Because for me the movie is about desperately clinging to tradition, rejecting and coming to terms with progress, and the human condition both the good and the not-so-good.  I get all three of those.  The cultural details I can learn or get from context . . . and do.

Pai's boy-twin died at birth along with her mother.

I see a grandfather, a Chief, who rejects his own granddaughter at birth, relents on a human level over time, but still blames her for the problems in the tribe, resents that she . . . being a girl . . . wants to learn the ancient ways. He ignores that his granddaughter has all of the qualities he wants and needs in the future Chief . . . except a penis.

Damn was I rooting for Pai, yes, a 12 year-old Maori girl from the far side of the world.

I rooted so hard for her beloved grandfather's eyes to open, to finally see what he was not raised to see.

Pai has a surprise for her grandfather at a concert featuring Maori chants.  She wanted to honor him, and presents a speech for which she won a regional contest, unbeknownst to any in her family.  She wanted to let her grandfather know then how special he was to her and to present the chant of a Chief and express her desire to be that leader.

Watching Pai, beautifully portrayed by Keisha Castle-Hughes (who deservedly was nominated for an Oscar), fight to maintain control as she delivers the speech, alternately winning and loosing the battle, while she stares at the empty seat that was for him just stole my heart.

Had this been a lesser movie, we would have seen the grandfather, Koro, depressed and unforgiving refusing to go . . . or dressing up to the nines and showing up at the last second.

This is NOT a lesser movie. I LOVE, LOVE, LOVE the ending!

Perfect!  And believable! And magical!

In my soul I think that every young girl and, maybe especially, every young boy should watch this movie!

Scratch that.  EVERYONE should watch this movie.

Certainly Koro understood in the end that his twelve year-old granddaughter Pai had surpassed him as a Chief and earned the family name of Paikea.  A young girl brought the whole family line back together by . . .

Yes, riding the whale as her ancestor had done.

What do you think, Jodie?

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Thursday, April 24, 2014

Dear Jodie - V is for Viva Las Vegas

Dear Jodie,

I've mentioned it to you once or a thousand times that Elvis Presley once held me in his arms.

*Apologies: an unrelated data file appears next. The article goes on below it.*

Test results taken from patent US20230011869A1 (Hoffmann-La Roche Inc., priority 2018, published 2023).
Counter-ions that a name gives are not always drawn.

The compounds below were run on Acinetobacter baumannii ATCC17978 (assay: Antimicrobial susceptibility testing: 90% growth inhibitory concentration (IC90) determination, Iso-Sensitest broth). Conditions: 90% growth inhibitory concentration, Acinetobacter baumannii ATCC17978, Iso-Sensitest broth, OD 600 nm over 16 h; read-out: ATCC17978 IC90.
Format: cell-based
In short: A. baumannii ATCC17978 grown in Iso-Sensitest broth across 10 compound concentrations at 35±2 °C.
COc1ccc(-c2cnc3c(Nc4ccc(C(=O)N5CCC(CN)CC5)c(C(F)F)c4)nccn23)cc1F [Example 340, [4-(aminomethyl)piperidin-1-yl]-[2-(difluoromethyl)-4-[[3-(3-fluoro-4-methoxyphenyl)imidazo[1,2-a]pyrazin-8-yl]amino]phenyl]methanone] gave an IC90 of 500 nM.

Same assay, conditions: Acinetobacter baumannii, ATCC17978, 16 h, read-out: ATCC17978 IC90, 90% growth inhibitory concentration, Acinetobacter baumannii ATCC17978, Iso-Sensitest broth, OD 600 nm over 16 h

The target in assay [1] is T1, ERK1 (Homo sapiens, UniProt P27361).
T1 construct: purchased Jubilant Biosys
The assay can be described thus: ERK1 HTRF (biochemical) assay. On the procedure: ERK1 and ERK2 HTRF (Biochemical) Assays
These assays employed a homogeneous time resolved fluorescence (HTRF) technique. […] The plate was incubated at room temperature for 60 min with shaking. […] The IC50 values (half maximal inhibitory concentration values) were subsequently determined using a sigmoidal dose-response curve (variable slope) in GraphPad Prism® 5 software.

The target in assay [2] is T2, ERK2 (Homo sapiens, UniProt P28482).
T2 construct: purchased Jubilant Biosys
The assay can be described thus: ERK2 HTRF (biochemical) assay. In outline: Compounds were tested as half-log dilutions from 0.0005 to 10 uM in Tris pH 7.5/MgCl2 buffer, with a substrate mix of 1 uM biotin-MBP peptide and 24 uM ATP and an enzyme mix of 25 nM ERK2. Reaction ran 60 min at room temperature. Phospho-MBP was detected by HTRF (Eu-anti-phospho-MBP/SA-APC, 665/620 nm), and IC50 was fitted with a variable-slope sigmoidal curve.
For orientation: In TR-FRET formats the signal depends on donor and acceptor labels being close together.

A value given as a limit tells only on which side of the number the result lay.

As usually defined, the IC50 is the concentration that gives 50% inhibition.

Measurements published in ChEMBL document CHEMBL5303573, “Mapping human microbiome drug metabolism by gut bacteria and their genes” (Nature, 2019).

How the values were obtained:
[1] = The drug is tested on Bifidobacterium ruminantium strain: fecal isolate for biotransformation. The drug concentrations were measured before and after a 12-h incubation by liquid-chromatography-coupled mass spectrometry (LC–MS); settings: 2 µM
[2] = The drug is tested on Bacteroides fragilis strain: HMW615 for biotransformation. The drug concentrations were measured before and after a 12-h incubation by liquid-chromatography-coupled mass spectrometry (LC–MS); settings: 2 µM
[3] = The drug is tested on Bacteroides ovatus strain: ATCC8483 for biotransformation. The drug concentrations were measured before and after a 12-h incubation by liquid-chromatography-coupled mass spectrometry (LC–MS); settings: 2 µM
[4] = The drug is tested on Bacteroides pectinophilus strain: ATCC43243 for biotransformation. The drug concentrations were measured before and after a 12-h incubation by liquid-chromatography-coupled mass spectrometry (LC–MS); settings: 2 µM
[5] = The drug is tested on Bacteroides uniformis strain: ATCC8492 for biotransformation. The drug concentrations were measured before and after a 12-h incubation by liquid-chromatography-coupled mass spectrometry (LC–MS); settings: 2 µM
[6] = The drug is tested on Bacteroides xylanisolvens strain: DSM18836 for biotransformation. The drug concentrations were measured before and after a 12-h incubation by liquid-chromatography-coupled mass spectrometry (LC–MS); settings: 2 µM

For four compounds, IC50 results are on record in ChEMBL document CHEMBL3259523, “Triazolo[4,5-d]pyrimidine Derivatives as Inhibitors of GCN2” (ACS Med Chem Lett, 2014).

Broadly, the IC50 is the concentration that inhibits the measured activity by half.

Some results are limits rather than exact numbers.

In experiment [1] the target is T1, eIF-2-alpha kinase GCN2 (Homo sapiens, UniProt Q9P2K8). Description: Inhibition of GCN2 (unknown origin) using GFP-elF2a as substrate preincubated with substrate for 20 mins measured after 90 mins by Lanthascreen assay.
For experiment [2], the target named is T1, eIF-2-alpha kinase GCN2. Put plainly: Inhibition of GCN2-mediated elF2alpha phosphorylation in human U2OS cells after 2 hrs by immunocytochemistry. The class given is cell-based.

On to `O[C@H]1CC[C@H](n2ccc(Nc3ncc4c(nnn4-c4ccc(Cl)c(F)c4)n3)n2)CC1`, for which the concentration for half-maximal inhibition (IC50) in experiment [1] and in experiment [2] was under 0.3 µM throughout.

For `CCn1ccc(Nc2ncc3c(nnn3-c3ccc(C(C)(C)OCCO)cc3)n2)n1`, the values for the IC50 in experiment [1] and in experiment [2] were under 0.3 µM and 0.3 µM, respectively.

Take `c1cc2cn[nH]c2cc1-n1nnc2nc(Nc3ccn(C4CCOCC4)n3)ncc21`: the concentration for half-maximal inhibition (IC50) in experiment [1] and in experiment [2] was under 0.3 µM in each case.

When I was a baby, of course.

So, I have to love Elvis's music and movies, right?

YES! And not only because of that  Elvis was the only exception to my father's belief that Rock and Roll was the music of the devil, and a complete breakdown of the moral integrity of America.

So there!

My father often said that Elvis was one of the most polite men he had ever met.

Firm handshake.  "Son, he was a 'yes, sir, yes, ma'am' kind of young man."

My mother called him "bashful."

Others have more transcendent thoughts of The King.  How about Martin Sheen ...

Elvis Presley almost single-handedly changed the musical landscape of the world.

Elvis movies usually teamed him with a female lead and surrounded them with a hint of a plot on their way to lifetime bliss.

Essentially they are Elvis concerts with a lovely guest star.  These movies, I think, are the genesis of the music video!


Viva Las Vegas is no exception.

What makes this one special is Ann-Margret.

Whoa!  What a pairing!  So good, and so believable. 

She and Elvis were an item for more than a year.

And in Viva Las Vegas, she more than held her own with The King.

Elvis plays a race car driver trying to buy an engine to race.

In one of the most outlandish meet cutes in the history of film, Rusty (Ann-Margret) has a whistle in her engine and instead of the neighborhood mechanic, heads into the garages of the first annual Las Vegas Grand Prix.

Ah, but here come the songs!

A song near and dear to the hearts of Texans, "The Yellow Rose of Texas."